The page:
When shopping and reading the labels of food packaging, it’s important to remember that wheat-free is not the same as gluten-free. Remember, although found in wheat, gluten is also found in ingredients such as rye or barley. Again, this is another reason why it’s so important to always check food labels before purchasing any new products.

Make A-List

Finally, before you even leave the house to go shopping, the first thing you need to ensure is that you have a shopping list handy. Don’t just walk into the store and see which gluten-free products you can find, instead, write everything that you are going to need down on a list as that way you won’t forget anything, and you will likely get finished up much quicker as well.
Well, that’s a few shopping tips to consider when going gluten-free, in the next part of the guide we will look at a sample menu that you can follow in your journey to living gluten-free.

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Pitfalls To Avoid When Going Gluten-Free

Now we’ll be looking at a few common beginner mistakes to avoid when you decide to go gluten-free. Going gluten-free is a lot harder and more complex than most people realize. To help ensure your gluten-free journey runs as smoothly as possible, check out these beginner mistakes to avoid.

Not Reading Food Labels

First and foremost, one of the most common mistakes that people make when following a gluten-free diet, is failing to read the list of ingredients on the food labels and packing.
Sausages, for example, are generally thought of as being meat-based products. Therefore, a lot of people make the mistake of thinking that they are all suitable for a gluten-free diet. Some brands, however, contain cereals, grains, seasonings, or flours that actually do contain gluten.
There are, of course, 100% meat sausages, but some brands out there do add other things to their recipes. This is just one of many different examples. Basically, to avoid any potential complications, always take the time to read the ingredients.

Assuming That All Gluten-Free Foods Are Safe

Oats, as we mentioned earlier, do not contain gluten. Despite this, you still need to be extremely careful when eating oats, as they are often processed and packaged in environments where gluten is present.
Cross-contamination is therefore a very real possibility. The best advice we can give you here is to do as much research as possible and to not take any chances.

Not Getting Enough Nutrients

Many people suffering from gluten sensitivity issues, or celiac disease, often wind up becoming malnourished. Their bodies struggle to absorb adequate amounts of the right nutrients, along with the fact that sometimes they just don’t eat healthily enough. Going gluten-free does not guarantee that you’ll be getting enough of the right nutrients on a daily basis. We all have our most and least favorite foods, so be sure to prioritize healthy foods such as fruits and vegetables, that are high in vitamins and minerals.

Quitting Too Early

Okay, time to get real here. When you transition over to a gluten-free diet, this is a big step, and your body will not like it as first. For the first two or three days, you will feel awful. You’ll feel tired, you’ll be hungry, you’ll have a headache, and you’ll be craving the foods that you know you shouldn’t be eating. You’ll basically want to go away and hibernate for a few months. If you stick with it, however, things will get better. Once your body accepts the fact that gluten is gone, you’ll actually begin to feel better than ever. If you can make it past the first few days, you should be perfectly fine.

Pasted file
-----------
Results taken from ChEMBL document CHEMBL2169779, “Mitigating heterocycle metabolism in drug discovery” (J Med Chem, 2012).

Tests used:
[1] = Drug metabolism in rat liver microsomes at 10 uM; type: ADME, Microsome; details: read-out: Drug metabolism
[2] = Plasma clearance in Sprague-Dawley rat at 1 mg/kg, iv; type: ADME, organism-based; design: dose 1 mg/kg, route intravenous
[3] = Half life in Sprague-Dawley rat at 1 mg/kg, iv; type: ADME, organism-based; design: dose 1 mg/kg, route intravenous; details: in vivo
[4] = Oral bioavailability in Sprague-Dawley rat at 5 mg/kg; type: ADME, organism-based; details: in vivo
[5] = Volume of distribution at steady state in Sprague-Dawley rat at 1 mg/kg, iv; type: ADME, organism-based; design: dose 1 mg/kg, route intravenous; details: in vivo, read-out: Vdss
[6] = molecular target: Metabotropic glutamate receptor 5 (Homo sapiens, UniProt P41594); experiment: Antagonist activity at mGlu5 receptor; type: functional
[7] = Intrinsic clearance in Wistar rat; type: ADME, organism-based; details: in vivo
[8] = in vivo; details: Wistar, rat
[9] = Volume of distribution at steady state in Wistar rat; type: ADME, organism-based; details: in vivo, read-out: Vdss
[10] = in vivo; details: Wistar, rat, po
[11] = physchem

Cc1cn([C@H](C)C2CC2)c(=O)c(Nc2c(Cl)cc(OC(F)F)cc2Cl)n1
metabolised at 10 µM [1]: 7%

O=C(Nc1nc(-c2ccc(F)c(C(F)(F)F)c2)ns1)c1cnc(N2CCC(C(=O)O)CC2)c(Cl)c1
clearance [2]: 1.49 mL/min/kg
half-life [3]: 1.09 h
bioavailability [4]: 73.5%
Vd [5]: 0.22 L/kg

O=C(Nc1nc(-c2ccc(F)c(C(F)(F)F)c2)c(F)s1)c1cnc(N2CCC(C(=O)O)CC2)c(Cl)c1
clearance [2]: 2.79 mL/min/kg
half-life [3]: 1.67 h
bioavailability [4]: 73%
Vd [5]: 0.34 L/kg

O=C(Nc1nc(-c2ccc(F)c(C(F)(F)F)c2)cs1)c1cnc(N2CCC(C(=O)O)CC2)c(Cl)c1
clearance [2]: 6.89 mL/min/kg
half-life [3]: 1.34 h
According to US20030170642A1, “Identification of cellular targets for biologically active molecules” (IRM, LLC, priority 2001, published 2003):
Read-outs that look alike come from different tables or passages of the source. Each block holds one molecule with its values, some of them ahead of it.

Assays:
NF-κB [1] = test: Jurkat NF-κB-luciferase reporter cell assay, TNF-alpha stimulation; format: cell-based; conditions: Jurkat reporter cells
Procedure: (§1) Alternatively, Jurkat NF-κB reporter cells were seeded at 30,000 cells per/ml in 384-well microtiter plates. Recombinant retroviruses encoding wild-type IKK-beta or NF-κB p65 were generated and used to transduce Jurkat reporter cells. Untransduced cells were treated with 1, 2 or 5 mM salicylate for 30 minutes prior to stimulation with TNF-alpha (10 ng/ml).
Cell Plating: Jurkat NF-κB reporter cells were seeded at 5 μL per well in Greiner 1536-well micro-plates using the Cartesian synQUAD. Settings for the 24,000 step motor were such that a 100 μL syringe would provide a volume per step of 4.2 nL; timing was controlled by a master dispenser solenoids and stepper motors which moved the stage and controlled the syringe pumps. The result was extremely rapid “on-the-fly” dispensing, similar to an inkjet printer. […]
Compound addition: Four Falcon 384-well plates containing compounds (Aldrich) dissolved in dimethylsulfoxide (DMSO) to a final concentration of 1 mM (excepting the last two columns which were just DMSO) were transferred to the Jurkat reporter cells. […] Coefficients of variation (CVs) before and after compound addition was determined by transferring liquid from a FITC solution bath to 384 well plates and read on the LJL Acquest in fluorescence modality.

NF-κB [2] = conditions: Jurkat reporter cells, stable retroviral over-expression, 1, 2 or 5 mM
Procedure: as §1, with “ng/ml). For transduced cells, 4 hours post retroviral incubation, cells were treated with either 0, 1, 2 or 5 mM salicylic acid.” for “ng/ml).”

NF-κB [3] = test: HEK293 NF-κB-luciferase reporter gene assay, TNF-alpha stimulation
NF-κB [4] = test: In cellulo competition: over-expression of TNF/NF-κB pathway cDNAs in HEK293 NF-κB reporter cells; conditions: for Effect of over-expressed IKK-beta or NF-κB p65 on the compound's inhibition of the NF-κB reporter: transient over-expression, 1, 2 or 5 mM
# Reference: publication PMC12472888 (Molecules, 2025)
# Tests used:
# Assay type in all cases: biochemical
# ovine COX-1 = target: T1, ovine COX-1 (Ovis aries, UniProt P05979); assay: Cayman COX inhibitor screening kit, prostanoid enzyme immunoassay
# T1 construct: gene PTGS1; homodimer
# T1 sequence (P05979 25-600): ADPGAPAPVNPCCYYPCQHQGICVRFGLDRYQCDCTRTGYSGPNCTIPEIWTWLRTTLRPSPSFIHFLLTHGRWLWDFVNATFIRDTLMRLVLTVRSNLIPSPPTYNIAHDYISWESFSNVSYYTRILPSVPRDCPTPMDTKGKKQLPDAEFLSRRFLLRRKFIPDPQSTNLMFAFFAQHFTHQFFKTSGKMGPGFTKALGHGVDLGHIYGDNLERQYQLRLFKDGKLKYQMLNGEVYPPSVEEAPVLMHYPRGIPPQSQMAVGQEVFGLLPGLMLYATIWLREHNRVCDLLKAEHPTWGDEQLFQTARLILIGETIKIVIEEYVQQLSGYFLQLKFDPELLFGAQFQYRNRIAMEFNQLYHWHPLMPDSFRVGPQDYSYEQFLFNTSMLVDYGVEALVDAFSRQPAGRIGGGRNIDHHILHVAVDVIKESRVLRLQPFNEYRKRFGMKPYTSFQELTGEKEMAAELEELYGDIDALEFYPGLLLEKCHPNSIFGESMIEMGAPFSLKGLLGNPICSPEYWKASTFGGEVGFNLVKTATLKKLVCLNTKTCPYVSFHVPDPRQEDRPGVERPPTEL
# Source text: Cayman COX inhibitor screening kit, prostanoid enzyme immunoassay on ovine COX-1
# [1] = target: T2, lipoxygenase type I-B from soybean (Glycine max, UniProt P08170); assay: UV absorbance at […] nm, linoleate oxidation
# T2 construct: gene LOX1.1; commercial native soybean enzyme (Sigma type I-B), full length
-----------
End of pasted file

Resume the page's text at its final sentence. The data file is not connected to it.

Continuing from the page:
Overlooking Sauces, Seasonings, And Condiments

After preparing your delicious gluten-free meal, out of habit, you may reach for the nearest seasoning, sauce, or condiments in general, and wonder why you’re bloated and in agony shortly afterward.
Though a little squeeze of sauce here, or a sprinkling of seasoning there, may not seem like much, in reality even the tiniest trace of gluten can potentially lead to some nasty side effects. Many sauces, seasonings, spices, and condiments contain gluten, or could potentially contain gluten, so just be careful and again, always read the packaging

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4 Benefits Of Going Gluten-Free

Adopting a gluten-free diet and lifestyle may seem like a daunting prospect at first, but when you hear some of the benefits you will enjoy as a result of making the transition, you’ll wish you’d looked into doing it sooner.

Benefits of going gluten-free include:

More Energy

One common symptom of gluten sensitivity/celiac disease is a lack of energy. Fatigue is very common in people dealing with this digestive issue and it can therefore negatively affect other aspects of your life as well. If you experience an adverse reaction to consuming gluten, this can leave you feeling bloated and sluggish. When we feel this way, all we want to do is sit down and do the bare minimum. Studies have found that adopting a gluten-free diet can help to significantly increase physical and mental energy levels, leaving you feeling energized and alert.

Prevent Digestive Issues

As you now know, if gluten negatively affects you, it is often your digestive system that takes the brunt of everything. Gluten can result in stomach cramps, gas, bloating, flatulence, diarrhea, constipation, malnutrition, nausea, and much more besides. Even the tiniest trace of gluten can negatively impact your digestive health and wellness. By going gluten-free, however, you can avoid all of the aforementioned issues and enjoy healthy digestion in the process.

Reduce Inflammation